United Nations, Apr 28 (efe-epa).- Lack of access to health services amid longterm confinement measures due to the coronavirus pandemic could result in millions of unwanted pregnancies in the coming months, the UN warned on Tuesday.
The research by the United Nations Population Fund (UNFPA) “reveals the enormous scale of the impact COVID-19 is having on women as health systems become overloaded, facilities close or only provide a limited set of services to women and girls, and many choose to skip important medical checkups through fear of contracting the virus,” it said in a statement, adding that global supply chain disruptions may also lead to contraceptive shortages.
According to UNFPA calculations, a period of six months of lockdowns and disruptions to health services could leave 47 million women in low- and middle-income countries without access to contraceptives.
The result may be some 7 million unwanted pregnancies, said UNFPA.
“Women’s reproductive health and rights must be safeguarded at all costs. The services must continue; the supplies must be delivered; and the vulnerable must be protected and supported,” UNFPA Executive Director Natalia Kanem said in a statement.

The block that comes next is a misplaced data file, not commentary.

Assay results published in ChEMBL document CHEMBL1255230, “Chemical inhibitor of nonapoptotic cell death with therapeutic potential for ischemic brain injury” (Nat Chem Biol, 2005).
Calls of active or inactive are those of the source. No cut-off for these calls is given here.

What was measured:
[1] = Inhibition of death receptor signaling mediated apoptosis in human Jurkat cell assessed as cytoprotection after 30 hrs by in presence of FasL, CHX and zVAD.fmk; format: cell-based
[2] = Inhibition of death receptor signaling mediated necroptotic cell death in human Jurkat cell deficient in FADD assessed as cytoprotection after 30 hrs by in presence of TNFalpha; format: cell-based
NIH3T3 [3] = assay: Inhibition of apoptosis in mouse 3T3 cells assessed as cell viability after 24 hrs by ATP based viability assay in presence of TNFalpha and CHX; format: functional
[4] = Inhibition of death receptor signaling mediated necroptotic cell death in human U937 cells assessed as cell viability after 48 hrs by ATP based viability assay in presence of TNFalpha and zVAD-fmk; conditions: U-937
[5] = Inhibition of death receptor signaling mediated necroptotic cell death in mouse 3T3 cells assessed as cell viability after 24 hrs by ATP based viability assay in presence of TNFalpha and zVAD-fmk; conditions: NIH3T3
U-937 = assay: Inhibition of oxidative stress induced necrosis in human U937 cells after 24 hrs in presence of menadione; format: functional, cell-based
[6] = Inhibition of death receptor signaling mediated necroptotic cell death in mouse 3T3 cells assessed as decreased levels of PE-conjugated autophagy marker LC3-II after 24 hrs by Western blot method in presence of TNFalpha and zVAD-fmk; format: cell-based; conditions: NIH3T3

In addition, the crisis may delay initiatives to prevent female genital mutilation and increase the number of child marriages due to economic difficulties, the study warned.
UNFPA also warned of a sharp increase in gender-based violence, with up to 31 million additional cases over six months of lockdown.
According to the UN, there has already been an increase in gender-based violence globally, with greater numbers of complaints to authorities and more calls to help hotlines.
In many places, confinement measures have left women trapped with their abusers and without access to safe spaces.
“This new data shows the catastrophic impact that COVID-19 could soon have on women and girls globally,” Kanem said. “The pandemic is deepening inequalities, and millions more women and girls now risk losing the ability to plan their families and protect their bodies and their health.”
The study was conducted by UNFPA, with contributions from Avenir Health, Johns Hopkins University in the United States and Victoria University in Australia. EFE-EPA